I’d never heard of Sandra Day O’Connor when the news broke that she was President Ronald Reagan’s likely nominee for the new vacancy on the Supreme Court. This was in 1981, toward the end of my term as a law clerk for Justice Thurgood Marshall, and a bunch of us crowded around the one Lexis terminal in the court library — yes, one, and yes, a terminal — in hope of tracking down some of her opinions.
We didn’t find much. Certainly we found nothing to indicate that she would become one of the most honored and beloved justices in the court’s history.
O’Connor, who died on Dec. 1 at the age of 93, has been lauded as a role model (true), a writer of crisp and clear opinions (also true), and a warm and decent human being (true a third time). She’s also been applauded as the swing vote of Chief Justice William Rehnquist’s court — and there, I think, the praise misses a larger point about both O’Connor herself and the nature of the institution she once graced.
Yes, O’Connor did join a lot of 5-4 majorities. But so what? During his eight terms of service in the 1920s, Chief Justice William Howard Taft was on the winning side in a remarkable 89.5% of the 5-4 cases, the highest percentage of any justice in the court’s history. But nobody thinks of him as a swing vote.
The idea of the swing vote is either a vulgarism or a myth — a story we tell ourselves to explain why a justice identified with an ideological bloc occasionally votes the other way. But the justice still mostly votes with the bloc.
Maybe O’Connor wasn’t a swing vote at all; maybe we’re measuring her against expectations of how “conservatives” vote, when the truth is that during her years on the Supreme Court, she drifted left.
Being a frequent fifth vote isn’t the same as being a swing vote. That a justice winds up sometimes with one bloc and sometimes with another should delight us not because it means the causes we root for always have a chance. No. The delight comes from the desperate if agonizing hope that here, at least, is a jurist who listens to arguments and might be swayed by them; who recognizes that issues are divisive often not because one side is good and the other evil, but because there are reasonable arguments both ways; who is interested less in the politics than in the law.
That was O’Connor’s way.
Consider her two most famous opinions. Writing for a 5-4 majority in Grutter v. Bollinger (2003), which rejected a challenge to racially conscious law school admission programs, she included a prescient warning: “We expect that 25 years from now, the use of racial preferences will no longer be necessary to further the interest approved today.” That her prediction came true five years early isn’t the point. What matters is that she was no more on the “side” of affirmative action than she was against it; rather, she was making the careful judgment of the pragmatist.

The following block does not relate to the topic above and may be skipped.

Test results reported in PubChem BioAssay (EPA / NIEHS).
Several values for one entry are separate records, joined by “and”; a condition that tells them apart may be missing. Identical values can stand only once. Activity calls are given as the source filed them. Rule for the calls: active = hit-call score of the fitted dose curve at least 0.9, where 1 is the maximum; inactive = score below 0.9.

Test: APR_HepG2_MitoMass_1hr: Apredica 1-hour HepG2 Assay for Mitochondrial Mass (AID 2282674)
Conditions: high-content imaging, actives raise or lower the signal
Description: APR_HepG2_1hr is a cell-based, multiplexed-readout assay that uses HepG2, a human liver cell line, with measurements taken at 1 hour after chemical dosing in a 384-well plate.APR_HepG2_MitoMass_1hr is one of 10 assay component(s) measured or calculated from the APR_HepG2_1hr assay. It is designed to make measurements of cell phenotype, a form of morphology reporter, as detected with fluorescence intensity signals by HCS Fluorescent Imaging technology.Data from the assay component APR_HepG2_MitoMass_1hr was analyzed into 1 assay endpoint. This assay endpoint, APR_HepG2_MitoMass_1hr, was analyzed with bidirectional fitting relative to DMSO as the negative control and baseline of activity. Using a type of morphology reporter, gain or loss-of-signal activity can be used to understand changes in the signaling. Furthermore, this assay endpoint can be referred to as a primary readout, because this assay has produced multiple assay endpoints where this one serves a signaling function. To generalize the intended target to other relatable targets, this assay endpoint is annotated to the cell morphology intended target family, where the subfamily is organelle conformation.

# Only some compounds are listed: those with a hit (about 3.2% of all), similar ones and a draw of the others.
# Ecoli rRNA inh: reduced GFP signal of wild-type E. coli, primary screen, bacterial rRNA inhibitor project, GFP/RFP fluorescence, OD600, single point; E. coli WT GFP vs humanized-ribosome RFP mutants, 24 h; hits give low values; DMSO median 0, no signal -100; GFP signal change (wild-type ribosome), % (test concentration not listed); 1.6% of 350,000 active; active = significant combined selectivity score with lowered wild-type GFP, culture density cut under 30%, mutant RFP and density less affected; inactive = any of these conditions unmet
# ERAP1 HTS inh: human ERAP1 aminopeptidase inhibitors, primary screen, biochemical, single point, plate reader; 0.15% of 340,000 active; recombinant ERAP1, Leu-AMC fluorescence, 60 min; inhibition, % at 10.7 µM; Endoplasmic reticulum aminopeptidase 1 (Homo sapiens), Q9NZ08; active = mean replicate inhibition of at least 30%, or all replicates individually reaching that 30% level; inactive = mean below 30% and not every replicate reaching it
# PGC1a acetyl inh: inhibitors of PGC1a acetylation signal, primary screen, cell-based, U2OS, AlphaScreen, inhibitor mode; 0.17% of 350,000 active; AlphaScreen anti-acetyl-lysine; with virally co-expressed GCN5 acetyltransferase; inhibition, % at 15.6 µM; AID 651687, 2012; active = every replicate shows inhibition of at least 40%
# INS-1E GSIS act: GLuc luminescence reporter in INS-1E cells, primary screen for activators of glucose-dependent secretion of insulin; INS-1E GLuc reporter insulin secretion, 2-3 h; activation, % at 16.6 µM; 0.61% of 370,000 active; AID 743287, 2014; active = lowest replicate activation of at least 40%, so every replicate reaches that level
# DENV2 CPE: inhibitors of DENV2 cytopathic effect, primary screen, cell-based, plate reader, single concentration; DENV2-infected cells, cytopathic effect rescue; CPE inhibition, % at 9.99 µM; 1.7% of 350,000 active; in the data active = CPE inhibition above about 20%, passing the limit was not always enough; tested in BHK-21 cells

On abortion, too, O’Connor sought the sensible middle ground, voting in favor of state power to impose some restrictions and against state power to impose others. In her 1992 opinion for a three-justice plurality in Planned Parenthood v. Casey, O’Connor warned of the consequences should the court revisit settled precedents just because there was lots of opposition: “The Court must take care to speak and act in ways that allow people to accept its decisions on the terms the Court claims for them, as grounded truly in principle, not as compromises with social and political pressures having, as such, no bearing on the principled choices that the Court is obliged to make.”
Shortly after that decision was issued, I happened to be visiting with my former boss, Justice Marshall, who was by then retired. He’d read O’Connor’s opinion, and lauded it for seeking a middle ground. Then he pointed to the dissenters and asked, “How would it have hurt them to join?”
How indeed. But then Marshall had been schooled in the Supreme Court run by Earl Warren, who famously compromised and pressured to wrangle votes. Marshall’s sadness that day anticipated the dreadful weakness of the current Supreme Court, where almost every vote is predictable almost every time. Maybe it’s a longer trend, if one is persuaded by the data suggesting that the votes of the justices have been growing more predictable for half a century or more.
Nevertheless, a court whose decisions can be predicted before a case has been argued is ossified and uninteresting and annoying, not unlike relatives who come for holiday dinner every year promising to be on their best behavior then invariably tumble into the same furious arguments.
Which is to say, they make us wish things were different.
I met Justice O’Connor only a handful of times, but she always had the same twinkle in her eye, the same habit of looking straight at you and speaking with so much charm that it took a few minutes to realize that she was disagreeing with you. More than any justice of recent decades, she believed in the ideal of the “endlessly renewed educational conversation” between the court and its publics; and she was, always, eager to engage.
Argue all you like over whether the “swing-voting justice” is a myth. But however one chooses to describe the jurisprudence of Justice Sandra Day O’Connor, the current court could use more like her.
Stephen L. Carter is a Bloomberg Opinion columnist, a professor of law at Yale University and author of “Invisible: The Story of the Black Woman Lawyer Who Took Down America’s Most Powerful Mobster.” Send comments to [email protected].